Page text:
Under Windows 10 Home, that won't be an option.

Another problem I have with automatic updating is that it could become a conduit for offloading junkware onto users.

Microsoft does have some history with regards to this practice. Take, for example, KB2673774 which delivered a Bing toolbar to users, and KB2876229 which pushed Skype to users. Both were packaged as "optional" updates, which means that they weren't downloaded and installed automatically, but both are examples of what Microsoft has in the past tried to push to users via Windows Update.

More recently, Microsoft used KB3035583, first released as an "optional" update before being rereleased as "important," to push Windows 10 update nag messages to users. Microsoft reserves the "important" category for updates that "help keep your computer more secure and reliable, protecting your computer and your privacy," claiming that "[t]hese updates include security and critical updates, as well as reliability improvements." It's certainly debatable whether KB3035583 fell into that category.

Since it's not just security updates that Microsoft is going to be pushing out to Windows 10 users but feature updates too, users will have to trust Microsoft to exercise good judgment as to what it pushes down the pipes to end users.

Windows 10 Pro users get a bit more control over their systems, and will be able to switch over to the Current Branch for Business (CBB) version of Windows 10, which will allow them to delay feature updates. However, delaying for too long will result in security updates also being blocked.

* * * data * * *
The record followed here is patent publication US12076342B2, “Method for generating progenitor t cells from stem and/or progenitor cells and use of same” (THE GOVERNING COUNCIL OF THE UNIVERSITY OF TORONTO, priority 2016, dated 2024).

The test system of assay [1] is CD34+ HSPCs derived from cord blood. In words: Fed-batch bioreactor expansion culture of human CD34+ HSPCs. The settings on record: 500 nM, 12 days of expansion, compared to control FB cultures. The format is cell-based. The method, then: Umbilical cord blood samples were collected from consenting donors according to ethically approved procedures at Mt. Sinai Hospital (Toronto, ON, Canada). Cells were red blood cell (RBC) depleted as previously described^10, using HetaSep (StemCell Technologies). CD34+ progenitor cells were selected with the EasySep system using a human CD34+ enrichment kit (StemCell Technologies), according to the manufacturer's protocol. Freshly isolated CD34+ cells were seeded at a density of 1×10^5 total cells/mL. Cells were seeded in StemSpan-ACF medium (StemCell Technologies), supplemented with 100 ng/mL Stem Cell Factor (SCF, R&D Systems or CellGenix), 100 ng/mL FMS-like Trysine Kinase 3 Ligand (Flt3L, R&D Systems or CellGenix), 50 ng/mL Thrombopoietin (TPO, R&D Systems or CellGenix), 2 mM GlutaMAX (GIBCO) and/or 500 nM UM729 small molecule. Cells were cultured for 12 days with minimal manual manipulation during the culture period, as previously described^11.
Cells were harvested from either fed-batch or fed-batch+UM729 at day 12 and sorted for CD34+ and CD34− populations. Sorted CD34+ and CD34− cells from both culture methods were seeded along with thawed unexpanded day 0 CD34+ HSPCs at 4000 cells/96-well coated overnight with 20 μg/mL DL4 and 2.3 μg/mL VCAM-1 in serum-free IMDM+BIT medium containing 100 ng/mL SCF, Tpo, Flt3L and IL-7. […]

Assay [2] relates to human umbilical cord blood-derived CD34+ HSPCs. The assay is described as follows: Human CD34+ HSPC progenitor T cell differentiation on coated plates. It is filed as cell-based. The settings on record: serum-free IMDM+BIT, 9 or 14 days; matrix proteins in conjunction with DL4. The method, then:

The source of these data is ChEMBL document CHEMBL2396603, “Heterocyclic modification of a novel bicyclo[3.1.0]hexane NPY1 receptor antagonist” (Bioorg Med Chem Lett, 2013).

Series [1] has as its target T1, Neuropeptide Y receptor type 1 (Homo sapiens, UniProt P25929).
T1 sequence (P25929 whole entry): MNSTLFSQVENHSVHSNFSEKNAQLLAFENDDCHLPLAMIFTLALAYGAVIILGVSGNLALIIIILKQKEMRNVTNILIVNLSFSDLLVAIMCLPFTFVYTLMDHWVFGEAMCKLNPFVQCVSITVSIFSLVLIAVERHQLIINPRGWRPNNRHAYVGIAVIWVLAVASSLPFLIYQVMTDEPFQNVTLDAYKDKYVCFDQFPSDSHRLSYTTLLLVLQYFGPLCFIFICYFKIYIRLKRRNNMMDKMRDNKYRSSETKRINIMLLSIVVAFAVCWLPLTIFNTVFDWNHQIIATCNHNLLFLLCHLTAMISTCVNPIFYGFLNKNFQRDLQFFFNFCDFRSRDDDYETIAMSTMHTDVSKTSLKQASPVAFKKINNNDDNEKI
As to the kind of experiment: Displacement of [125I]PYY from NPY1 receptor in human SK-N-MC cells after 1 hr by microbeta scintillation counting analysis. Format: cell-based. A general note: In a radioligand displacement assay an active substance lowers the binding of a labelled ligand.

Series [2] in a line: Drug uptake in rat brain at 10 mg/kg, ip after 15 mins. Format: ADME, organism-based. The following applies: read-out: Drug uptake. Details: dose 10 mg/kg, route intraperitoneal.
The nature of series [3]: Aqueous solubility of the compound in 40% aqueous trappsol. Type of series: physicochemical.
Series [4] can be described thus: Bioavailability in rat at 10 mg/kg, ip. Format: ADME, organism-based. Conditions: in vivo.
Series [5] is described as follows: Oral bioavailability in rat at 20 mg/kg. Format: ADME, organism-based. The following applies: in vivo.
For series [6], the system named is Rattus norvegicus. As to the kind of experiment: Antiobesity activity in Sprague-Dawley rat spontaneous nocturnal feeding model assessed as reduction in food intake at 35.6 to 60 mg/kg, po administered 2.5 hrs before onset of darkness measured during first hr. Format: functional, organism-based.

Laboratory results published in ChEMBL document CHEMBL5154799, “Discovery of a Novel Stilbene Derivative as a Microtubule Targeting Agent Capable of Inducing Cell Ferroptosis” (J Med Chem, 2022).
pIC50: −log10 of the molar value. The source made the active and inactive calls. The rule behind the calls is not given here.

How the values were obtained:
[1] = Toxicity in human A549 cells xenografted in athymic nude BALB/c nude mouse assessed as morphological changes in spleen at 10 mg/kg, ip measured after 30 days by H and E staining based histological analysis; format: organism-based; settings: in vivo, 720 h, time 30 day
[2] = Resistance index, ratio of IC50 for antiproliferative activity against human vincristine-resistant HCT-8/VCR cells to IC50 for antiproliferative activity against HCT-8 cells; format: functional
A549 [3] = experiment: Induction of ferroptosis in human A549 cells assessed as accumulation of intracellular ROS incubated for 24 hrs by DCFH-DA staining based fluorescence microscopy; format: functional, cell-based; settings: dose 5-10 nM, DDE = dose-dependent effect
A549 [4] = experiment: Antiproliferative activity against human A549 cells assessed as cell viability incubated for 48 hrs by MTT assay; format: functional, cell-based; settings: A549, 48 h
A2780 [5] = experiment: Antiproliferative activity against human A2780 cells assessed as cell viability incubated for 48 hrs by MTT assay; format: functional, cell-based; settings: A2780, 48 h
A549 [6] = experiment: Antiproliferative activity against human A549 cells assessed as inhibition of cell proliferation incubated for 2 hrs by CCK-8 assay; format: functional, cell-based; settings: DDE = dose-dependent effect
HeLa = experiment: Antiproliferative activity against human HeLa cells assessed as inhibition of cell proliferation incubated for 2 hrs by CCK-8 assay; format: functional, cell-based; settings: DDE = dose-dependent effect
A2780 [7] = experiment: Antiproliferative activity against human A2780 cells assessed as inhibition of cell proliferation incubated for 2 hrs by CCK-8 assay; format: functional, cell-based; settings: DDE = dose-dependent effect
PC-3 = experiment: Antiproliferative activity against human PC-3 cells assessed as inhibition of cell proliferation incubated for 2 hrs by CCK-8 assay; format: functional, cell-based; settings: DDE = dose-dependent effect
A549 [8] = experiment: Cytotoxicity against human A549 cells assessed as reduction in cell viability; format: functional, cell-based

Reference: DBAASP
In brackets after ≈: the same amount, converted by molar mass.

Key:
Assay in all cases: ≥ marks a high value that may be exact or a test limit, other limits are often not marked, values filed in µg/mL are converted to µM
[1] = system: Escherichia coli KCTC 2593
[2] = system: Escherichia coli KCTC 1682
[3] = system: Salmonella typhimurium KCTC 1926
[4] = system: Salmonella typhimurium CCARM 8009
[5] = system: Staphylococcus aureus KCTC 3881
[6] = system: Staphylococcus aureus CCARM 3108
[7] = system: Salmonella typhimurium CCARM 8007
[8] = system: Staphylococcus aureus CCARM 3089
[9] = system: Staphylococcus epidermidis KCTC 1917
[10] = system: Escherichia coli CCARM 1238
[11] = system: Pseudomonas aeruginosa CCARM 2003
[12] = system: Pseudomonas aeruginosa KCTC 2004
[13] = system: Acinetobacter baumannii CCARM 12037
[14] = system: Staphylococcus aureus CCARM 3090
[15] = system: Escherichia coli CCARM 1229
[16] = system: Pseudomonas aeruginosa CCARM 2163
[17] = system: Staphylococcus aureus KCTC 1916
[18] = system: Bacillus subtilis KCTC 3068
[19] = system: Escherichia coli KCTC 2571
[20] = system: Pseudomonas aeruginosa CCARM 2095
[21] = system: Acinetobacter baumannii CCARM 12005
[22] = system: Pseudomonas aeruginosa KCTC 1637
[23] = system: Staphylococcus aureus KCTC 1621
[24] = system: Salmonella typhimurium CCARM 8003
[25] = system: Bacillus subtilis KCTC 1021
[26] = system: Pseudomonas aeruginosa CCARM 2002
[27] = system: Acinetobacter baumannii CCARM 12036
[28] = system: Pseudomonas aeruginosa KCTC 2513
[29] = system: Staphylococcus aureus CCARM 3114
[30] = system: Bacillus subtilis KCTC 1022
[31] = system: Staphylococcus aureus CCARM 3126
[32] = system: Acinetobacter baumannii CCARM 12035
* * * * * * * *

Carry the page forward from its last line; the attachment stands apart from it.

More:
The only Windows 10 users who will get complete control over updates are those running Windows 10 Enterprise who opt for Long Term Servicing (LTS).

I want to reiterate that I'm not saying that automatic updates are a bad thing. On the whole this is a good move that will help to make us all safer, regardless of what team colors we support. I'm also not accusing Microsoft of changing the EULA so it can be shady and push endless junkware at users. However, I am hoping that:
* The testing of patches has been improved given that many hundreds of millions of users won't be able to opt out or block a toxic update.
* Microsoft will show restraint in what it pushes down the pipes to users. Toolbars and similar assorted junk are not cool.
* Microsoft will be conscious of those on bandwidth-limited connections.